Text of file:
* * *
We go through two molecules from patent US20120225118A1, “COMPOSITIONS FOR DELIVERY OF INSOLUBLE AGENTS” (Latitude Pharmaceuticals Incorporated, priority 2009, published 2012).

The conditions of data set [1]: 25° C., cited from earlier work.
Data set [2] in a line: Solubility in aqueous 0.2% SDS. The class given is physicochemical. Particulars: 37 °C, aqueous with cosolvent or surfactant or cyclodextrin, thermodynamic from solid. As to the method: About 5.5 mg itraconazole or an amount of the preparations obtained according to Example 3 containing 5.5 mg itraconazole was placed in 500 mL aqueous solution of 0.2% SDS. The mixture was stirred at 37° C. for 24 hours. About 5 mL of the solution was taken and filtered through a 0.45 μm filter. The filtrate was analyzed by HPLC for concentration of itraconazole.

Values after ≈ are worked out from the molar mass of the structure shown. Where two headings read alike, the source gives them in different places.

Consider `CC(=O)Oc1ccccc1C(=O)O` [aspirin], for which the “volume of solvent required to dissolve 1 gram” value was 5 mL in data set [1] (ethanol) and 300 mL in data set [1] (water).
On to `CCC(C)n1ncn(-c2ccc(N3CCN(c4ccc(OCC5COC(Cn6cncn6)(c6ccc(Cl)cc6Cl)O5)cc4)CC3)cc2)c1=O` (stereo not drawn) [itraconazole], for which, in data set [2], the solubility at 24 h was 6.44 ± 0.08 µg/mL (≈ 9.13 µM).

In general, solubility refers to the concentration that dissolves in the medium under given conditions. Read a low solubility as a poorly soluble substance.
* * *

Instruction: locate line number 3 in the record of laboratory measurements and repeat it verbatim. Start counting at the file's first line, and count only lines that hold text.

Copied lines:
Data set [2] in a line: Solubility in aqueous 0.2% SDS. The class given is physicochemical. Particulars: 37 °C, aqueous with cosolvent or surfactant or cyclodextrin, thermodynamic from solid. As to the method: About 5.5 mg itraconazole or an amount of the preparations obtained according to Example 3 containing 5.5 mg itraconazole was placed in 500 mL aqueous solution of 0.2% SDS. The mixture was stirred at 37° C. for 24 hours. About 5 mL of the solution was taken and filtered through a 0.45 μm filter. The filtrate was analyzed by HPLC for concentration of itraconazole.